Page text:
• James Yoo

Channeling The Right Passion For The Game

“Passion is what makes life interesting, what ignites our soul, fuels our love and carries our friendships, stimulates our intellect and pushes our limits." - Pat Tillman



When you think about the best athletes in sports, what adjectives come to mind?

The one that I hear a lot is passion. World class athletes are passionate in their pursuit of excellence. Webster’s Dictionary defines passion as a strong liking / desire for / devotion to some activity, object, or concept, i.e., a passion for chess.


When you are passionate about something, it becomes part of you and how you identify yourself. The reason being, it is something that is important to you and something you value. “Passion leads athletes to engage in deliberate practice, a specific form of practice that focuses on improving one’s skills (Vallerand et al., 2003).”


The Dualistic Model of Passion (DMP) identifies two types of passion as it relates to deliberate practice: Harmonious Passions and Obsessive Passion.


i. Harmonious Passion (HP) is defined as an Autonomous Internalization. AI is when an individual freely accepts an activity as important and chooses to engage in the activity, in this case sport, without contingencies.

For example, a golfer enjoys playing a round of golf because she feels it’s challenging and fun. She doesn’t focus on the need to play a round of golf because it will help her to one day become a professional golfer.


Another example, a basketball player chooses to go to bed early the night before a big game, rather than staying up really late to do all of his homework.


HP allows an activity to become part of a person’s identity, and is balanced out by other aspects of a their life as well. “These choices can be tough, yet taken one at a time these choices are made that support high performance in all areas. Making healthy short-term choices, will enhance long-term gains! Harmonious passion brings satisfaction of the fullness of life (Gilman, 2016).”

HP enables athletes to “fully focus on the task at hand and experience positive outcomes during and after task engagement.” When a person with HP isn’t able to engage in their passion activity, they adapt to the situation and are also able to focus their attention and energy on other daily tasks that need to be accomplished. HP allows a person to balance their priorities. Thus, focusing on things that allow life to be within their control, and to perform in the moment. With this type of passion, the activity occupies a significant but not overpowering space in the person’s identity and is in harmony with other aspects of the person’s life (Vallerand et al., 2003).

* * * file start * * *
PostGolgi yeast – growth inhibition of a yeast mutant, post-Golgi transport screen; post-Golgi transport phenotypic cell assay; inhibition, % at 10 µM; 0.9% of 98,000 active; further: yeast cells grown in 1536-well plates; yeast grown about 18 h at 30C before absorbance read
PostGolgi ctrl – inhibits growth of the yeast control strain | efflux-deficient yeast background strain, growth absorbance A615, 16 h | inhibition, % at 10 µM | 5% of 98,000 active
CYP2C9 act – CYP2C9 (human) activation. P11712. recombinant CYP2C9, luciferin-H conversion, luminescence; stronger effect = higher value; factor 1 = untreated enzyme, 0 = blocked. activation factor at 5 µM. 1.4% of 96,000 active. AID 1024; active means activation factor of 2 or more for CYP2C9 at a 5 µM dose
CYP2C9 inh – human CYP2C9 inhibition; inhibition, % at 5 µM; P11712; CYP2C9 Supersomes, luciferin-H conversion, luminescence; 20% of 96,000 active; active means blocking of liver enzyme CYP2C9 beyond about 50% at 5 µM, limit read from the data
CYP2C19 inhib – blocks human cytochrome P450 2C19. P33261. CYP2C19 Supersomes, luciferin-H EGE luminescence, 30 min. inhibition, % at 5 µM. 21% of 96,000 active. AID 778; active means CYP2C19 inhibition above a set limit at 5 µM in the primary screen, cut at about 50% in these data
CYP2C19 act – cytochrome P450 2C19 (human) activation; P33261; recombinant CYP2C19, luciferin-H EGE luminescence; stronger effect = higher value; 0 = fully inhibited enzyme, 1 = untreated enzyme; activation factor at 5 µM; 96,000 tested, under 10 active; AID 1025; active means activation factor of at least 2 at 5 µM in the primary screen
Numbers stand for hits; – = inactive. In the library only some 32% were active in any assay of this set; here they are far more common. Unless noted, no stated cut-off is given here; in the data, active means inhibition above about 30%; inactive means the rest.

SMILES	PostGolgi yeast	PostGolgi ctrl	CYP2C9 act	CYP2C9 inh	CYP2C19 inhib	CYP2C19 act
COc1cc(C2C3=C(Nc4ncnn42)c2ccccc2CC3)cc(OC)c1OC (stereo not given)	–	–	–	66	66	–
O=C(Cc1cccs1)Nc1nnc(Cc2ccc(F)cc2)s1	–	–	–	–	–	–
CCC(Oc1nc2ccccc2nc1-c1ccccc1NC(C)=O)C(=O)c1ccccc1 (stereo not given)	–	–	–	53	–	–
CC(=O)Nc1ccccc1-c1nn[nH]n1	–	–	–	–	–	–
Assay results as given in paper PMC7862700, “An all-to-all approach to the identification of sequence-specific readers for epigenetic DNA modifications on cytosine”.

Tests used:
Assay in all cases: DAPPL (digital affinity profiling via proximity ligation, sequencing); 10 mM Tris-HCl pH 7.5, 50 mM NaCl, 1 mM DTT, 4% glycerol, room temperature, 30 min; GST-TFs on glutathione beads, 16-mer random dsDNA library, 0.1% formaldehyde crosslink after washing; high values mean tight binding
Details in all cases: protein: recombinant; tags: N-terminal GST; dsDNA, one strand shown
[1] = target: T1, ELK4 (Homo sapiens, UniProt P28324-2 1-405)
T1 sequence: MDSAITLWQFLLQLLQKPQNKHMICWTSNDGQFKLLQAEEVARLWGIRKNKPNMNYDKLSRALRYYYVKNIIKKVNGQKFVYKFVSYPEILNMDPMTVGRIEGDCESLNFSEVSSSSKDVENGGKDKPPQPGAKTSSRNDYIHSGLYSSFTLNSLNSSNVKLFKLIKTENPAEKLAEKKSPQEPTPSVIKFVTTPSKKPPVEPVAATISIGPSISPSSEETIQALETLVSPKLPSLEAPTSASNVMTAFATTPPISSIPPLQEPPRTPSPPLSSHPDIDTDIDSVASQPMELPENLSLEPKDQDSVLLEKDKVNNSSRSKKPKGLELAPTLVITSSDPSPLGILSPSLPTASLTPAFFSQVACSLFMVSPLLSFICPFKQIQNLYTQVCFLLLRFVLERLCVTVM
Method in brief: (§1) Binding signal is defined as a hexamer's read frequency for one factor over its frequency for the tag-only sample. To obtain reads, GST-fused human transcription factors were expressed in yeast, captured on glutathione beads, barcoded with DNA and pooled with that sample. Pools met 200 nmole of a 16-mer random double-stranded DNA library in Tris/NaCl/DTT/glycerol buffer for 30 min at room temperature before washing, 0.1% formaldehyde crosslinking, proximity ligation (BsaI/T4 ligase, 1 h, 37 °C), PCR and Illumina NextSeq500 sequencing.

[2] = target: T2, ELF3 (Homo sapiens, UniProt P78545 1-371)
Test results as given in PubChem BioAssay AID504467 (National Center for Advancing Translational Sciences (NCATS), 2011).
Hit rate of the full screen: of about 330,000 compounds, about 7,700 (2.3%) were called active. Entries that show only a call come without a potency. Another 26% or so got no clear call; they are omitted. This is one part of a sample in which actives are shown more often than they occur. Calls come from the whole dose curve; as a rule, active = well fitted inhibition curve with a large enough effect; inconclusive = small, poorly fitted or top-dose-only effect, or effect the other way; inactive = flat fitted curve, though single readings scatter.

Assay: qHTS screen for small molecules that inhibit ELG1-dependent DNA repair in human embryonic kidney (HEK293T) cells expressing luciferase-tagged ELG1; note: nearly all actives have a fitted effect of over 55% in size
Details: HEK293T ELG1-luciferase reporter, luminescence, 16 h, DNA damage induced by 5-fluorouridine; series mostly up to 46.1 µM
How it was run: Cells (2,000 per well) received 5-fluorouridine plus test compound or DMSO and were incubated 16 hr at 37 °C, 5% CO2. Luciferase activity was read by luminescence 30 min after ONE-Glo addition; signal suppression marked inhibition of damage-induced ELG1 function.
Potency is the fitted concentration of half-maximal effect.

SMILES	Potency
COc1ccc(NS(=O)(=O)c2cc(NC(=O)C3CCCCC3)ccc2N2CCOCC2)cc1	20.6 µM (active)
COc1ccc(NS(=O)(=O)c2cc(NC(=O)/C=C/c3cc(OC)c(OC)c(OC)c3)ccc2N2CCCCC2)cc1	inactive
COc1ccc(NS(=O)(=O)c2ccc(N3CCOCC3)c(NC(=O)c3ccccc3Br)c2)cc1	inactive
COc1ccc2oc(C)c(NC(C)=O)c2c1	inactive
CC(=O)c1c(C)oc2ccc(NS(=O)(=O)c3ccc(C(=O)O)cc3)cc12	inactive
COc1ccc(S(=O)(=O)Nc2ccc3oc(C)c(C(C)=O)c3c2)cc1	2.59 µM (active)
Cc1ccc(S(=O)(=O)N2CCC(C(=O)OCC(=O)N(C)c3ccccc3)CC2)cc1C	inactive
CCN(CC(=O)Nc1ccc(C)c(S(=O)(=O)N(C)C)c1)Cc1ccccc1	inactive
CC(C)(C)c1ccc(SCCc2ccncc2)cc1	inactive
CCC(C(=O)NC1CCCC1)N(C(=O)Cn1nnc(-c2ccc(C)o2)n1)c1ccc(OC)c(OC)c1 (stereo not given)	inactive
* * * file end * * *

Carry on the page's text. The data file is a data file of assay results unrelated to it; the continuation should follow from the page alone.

ii. Obsessive Passion (OP) is defined as a Controlled Internalization. CI is when an individual engages in the activity because of “intra-personal and/or interpersonal” pressure(s) to participate. An athlete with OP loves engaging in their sport because it is fun, and because of the extrinsic benefits that include a boost of self-esteem and/or the outcome based rewards.


For example, a swimmer feels confident because he is the best swimmer on the team, and is respected by teammates and coaches for being the best.


Another example, an athlete is considered to be the best basketball player on the team. As a result, the team relies on her to put up the majority of the points to consistently fuel them to victory.


“When a sense of self-esteem, and social recognition becomes dependent on their sport involvement, the athlete may show defensiveness, emotional vulnerability, and difficulty coping in the face of failure. This not only negatively affects their ability to sustain high levels of performance, it may also increase personal rigidity, and decreased creativity. It’s as if too much of a good thing, passion, can cause problems (Gilman, 2016).”


OP athletes are dedicated and passionate about their sport. At some point, they start to feel controlled by the sport because of their drive for extrinsic value. Meaning, because of social expectations that include success and the social recognition by their peers, family, coaches etc…they feel the need to always perform their best for others. As a result, the sport becomes the dominant identity of the athlete that conflicts with the everything else in that athlete’s life.

While both types of passion have their advantages and disadvantages, in the long run, developing passion rooted in HP will allow you to perform your best and to have a love for the game that goes beyond the results.


Tips for developing Harmonious Passion:

1. Coaches and Parents: Model the right passion that you want to see in your athletes and kids. Show your passion through your words, actions, and energy. Once you can better understand and define passion as it relates to you, you can then help steer your athlete and child in the right direction as well.

For example: a. Parent, “I know that having a sleepover with your friends is fun and important to you right now. However, you have a basketball tournament tomorrow. Do you think that staying up all night with your friends and having to get up early for the tournament will allow you to perform your best tomorrow?”


Remind your child of the expectations you and the coach expect him/her, then give them a choice. If they are dedicated and passionate, they will sacrifice a sleepover tonight, so they can perform tomorrow. If they aren’t willing to sacrifice that sleepover, at least you know that they aren’t fully invested in their sport.